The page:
The Financial Conduct Authority has recently announced that it will be looking to improve the Gabriel regulatory reporting system.
This should be welcomed; however, any changes to the system need to provide tangible benefits to the thousands of small companies that use it, as well as large ones and the regulator itself.
In a recent speech, Christopher Woolard, the executive director of strategy and competition at the FCA, neatly summed up the overall objectives when he said: “We want to explore not only how technology can drive new products, services and firms in consumers’ interests, but also what it can do to reduce the compliance burden of existing ones and make them more effective.”
The changes to Gabriel are just one part of the FCA’s increasing focus on technology to deliver improvements throughout the financial services industry.
- The FCA has announced it will be be looking at replacing the Gabriel reporting system
- A digital solution could allow the FCA to pull regulatory information from advisers’ databases
- The costs for small companies of the new system could be extensive
For example, the FCA is hoping to use artificial intelligence as part of its supervisory activities, including the automated monitoring of patterns of transactions that may be suspicious.
Clearly, these changes and the efficiencies they will deliver are also designed to save significant costs for both the FCA and the bodies it regulates.
Focusing on the changes to regulatory reporting, the FCA set up a pilot in 2018 involving a handful of the largest banks and investment bodies to explore how companies and regulators could use technology to make regulatory reporting more accurate, efficient and consistent.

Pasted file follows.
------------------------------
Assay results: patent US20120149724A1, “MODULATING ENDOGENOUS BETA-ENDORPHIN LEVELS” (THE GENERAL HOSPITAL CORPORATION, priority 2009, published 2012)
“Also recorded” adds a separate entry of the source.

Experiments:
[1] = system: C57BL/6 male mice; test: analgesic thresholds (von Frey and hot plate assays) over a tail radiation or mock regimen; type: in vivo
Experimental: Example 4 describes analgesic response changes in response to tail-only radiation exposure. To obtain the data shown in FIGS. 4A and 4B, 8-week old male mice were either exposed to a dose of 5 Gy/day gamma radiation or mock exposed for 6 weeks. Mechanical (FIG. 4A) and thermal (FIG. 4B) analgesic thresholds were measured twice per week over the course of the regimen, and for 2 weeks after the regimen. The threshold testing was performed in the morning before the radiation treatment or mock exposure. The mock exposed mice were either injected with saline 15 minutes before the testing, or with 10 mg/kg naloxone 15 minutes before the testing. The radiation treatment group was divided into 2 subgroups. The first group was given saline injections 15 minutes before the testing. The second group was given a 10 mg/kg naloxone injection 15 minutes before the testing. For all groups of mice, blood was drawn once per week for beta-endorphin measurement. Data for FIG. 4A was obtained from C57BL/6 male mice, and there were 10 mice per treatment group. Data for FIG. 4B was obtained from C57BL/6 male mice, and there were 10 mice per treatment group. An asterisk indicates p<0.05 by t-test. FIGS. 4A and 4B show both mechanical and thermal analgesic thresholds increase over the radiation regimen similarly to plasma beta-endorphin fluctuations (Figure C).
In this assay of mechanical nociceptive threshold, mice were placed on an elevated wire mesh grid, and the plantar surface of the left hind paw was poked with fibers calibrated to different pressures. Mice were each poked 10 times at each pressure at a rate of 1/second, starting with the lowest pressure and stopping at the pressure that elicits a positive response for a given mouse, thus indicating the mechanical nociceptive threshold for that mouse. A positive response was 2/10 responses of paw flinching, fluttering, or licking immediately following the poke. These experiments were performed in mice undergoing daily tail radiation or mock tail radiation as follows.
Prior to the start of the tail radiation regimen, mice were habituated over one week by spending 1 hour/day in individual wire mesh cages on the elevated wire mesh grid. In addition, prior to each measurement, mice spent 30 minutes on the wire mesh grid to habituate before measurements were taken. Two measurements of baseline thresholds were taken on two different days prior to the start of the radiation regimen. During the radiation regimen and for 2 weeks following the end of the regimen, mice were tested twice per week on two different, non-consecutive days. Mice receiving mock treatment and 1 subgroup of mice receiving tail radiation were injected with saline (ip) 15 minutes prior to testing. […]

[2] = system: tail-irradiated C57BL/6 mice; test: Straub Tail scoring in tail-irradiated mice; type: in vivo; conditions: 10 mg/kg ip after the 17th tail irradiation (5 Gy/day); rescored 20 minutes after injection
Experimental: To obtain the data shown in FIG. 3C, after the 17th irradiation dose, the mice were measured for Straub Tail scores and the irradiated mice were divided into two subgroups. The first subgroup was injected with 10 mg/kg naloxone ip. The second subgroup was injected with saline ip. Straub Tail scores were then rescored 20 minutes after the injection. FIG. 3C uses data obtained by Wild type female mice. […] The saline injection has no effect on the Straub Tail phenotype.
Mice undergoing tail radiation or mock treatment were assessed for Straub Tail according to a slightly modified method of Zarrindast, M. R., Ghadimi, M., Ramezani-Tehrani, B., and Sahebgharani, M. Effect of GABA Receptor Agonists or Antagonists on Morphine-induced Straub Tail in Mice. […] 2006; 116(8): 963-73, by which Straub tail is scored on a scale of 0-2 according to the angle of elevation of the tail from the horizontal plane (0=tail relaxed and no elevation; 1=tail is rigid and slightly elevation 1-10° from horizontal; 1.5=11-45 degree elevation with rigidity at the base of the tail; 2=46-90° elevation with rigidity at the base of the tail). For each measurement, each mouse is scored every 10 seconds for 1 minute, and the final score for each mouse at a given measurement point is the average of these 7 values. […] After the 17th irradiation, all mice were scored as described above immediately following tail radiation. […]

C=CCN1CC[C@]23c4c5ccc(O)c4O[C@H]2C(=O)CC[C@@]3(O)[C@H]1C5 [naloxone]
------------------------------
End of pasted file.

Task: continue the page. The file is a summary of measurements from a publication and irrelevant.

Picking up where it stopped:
The second phase of the pilot is now under way, with a focus on the types of regulatory reports that may be suitable for a digital regulatory reporting (DRR) solution.
In essence, the end game is that DRR could allow the FCA to pull regulatory reporting data directly from companies’ databases.
This would remove the need for companies to interpret regulation to understand what data needs to be gathered; which often leads to inconsistent interpretation by companies and incomparable data.
While this project is still in its infancy, the FCA’s recent request for comments on Gabriel is one of the first formal opportunities that smaller companies will have had to give feedback and ideas on how regulatory reporting could be changed for the better.
However, we need to bear in mind that the feedback the FCA is requesting relates to the usability and functionality of the system rather than the scope of information requested.
More information wanted
The FCA has made it clear that, in an ever-developing regulatory environment, the amount of information that it needs to gather is likely to increase rather than reduce and the information they gather now is necessary to confirm compliance with regulation.
For most small companies, the Retail Mediation Activities Return is the main supervisory tool the FCA uses to ensure that key requirements are being met.